Now we’re trying to have everyone go to DreamFunded and apply there, because there’s, we call it deal flow, where we have to start there and sometimes it’s right for a group, sometimes it’s right for our platform, sometimes it’s right for our fund. We don’t know until they apply. Going to DreamFunded.com and signing up and applying, we as a team can quickly review what they’re doing. Unfortunately, not everyone is going to get accepted but some people are better to tap in this thing called equity crowdfunding, Title III of the JOBS Act. What that really means, it allows everyday people to invest. Just to say what you said earlier, at one time the minimum was $3,000, but now the minimum is $100.
DreamFunded is solving two problems. One, allowing people who are not “accredited” investors with a million in assets to invest in startups. Secondly, giving a platform without needing to have a lot of connections to investors directly to get in front of an Angel group, to possibly get seen and not only be part of equity crowdfunding, but if it’s a big enough idea, get the attention of someone like you who says, “You know what, this is equity crowdfunding and then some.” Correct?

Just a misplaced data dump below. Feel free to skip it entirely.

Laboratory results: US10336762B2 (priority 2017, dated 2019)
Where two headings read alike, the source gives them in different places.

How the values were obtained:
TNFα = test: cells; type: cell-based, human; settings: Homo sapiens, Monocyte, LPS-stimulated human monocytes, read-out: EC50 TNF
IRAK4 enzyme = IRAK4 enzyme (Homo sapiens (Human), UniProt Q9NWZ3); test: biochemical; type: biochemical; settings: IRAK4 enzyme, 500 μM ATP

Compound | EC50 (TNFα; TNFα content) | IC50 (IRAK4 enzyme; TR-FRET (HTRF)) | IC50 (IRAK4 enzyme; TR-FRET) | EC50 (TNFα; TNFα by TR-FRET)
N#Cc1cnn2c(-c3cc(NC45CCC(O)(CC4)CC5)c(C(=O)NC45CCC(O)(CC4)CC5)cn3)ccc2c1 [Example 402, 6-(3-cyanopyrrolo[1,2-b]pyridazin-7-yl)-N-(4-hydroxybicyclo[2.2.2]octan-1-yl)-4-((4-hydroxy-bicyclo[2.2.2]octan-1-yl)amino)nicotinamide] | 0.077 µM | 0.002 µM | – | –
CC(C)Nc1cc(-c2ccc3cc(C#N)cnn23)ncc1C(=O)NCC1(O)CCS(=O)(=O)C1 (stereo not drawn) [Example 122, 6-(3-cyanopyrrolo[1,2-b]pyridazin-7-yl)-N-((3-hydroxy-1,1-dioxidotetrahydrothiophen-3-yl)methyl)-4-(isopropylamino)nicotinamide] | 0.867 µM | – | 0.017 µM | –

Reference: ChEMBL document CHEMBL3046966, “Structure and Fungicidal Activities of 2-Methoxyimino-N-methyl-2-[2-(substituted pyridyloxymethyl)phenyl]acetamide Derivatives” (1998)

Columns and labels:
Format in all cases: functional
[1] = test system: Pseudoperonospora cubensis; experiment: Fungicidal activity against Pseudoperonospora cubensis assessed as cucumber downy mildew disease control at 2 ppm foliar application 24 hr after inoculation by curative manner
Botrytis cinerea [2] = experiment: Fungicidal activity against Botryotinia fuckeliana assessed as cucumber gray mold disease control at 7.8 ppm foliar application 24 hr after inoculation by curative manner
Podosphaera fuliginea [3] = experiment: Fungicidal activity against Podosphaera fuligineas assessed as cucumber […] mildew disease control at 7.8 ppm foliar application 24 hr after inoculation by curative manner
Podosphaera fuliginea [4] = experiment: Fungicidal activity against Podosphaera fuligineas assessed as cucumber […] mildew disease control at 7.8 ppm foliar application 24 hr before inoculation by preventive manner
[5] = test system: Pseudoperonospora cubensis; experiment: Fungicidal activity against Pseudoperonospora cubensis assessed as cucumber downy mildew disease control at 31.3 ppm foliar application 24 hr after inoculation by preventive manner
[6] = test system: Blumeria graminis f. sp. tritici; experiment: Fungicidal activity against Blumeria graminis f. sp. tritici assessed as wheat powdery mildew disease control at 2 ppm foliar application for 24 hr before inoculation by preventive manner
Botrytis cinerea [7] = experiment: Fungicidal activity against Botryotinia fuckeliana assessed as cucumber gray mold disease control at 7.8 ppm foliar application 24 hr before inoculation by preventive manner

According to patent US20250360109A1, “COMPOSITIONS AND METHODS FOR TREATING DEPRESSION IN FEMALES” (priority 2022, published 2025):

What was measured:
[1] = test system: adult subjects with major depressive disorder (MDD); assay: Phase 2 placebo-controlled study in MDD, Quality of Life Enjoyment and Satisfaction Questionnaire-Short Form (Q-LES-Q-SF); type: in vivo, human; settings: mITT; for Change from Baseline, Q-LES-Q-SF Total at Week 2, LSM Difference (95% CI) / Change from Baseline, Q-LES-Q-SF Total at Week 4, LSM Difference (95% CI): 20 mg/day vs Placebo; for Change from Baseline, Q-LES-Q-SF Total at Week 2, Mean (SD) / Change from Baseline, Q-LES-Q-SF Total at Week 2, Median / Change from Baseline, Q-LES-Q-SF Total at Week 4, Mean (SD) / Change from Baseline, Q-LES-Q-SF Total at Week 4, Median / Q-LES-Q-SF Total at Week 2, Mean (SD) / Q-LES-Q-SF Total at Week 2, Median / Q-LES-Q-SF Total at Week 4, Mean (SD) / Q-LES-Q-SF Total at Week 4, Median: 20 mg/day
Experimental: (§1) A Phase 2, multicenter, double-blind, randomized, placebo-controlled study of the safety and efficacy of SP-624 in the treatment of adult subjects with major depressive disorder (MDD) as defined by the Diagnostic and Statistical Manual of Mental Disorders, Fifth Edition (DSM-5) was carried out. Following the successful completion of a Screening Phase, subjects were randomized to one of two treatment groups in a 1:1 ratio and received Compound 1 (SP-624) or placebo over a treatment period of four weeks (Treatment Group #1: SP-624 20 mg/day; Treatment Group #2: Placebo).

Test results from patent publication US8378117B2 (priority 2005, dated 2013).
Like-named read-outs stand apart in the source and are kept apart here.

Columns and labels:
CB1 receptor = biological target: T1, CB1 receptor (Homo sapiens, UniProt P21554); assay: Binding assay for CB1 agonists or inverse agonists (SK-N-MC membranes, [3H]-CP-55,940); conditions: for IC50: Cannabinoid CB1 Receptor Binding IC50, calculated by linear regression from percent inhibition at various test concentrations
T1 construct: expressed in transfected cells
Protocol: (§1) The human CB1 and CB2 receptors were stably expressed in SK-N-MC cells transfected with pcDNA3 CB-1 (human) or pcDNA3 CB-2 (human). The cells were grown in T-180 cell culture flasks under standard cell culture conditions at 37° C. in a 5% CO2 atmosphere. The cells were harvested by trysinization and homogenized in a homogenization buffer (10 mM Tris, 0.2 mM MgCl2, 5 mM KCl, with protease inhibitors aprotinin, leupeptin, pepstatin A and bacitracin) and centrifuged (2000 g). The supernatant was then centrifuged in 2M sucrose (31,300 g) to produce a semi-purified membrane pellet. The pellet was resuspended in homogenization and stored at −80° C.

It’s really exciting. I think what you’re doing is solving so many problems for so many people that I don’t know how you have time to sleep.
Leverage, my friend. I got a great team. I may be a good marketer but I have a great team, like my co-founder, Avery Haskell. He just graduated from Stanford. He has been secretly building DreamFunded with me throughout the time while he was in his dorm room. He didn’t want to get his focus off of his study. Now he is really improving the site to great ability, because we really have over a 160,000 members all around the world now signed up. We have about 20 companies that are going to be approved shortly, that’s going to be able to raise a million dollars from everyone. People are really spreading the word about DreamFunded because they see it on CNBC Make Me a Millionaire Inventor, or they may have seen it on Wall Street Journal in December or in Bloomberg in December.
The word is being spread, but the message is, entrepreneurs now, they have an interest in raising money and you’re not born in that special network where you can get access to that special club, this is for you. If you are one of the investors that are out there saying, “I don’t know how to get into that special network,” or, “I don’t want to wait for Facebook to go public. Plus, I don’t have much money, I’m not one of the accredited investors. I cannot invest $25,000 or $50,000. I just want to spend $100 or $500.” Maybe back the entrepreneur that I know, that’s going to be creating something. That’s what DreamFunded is about.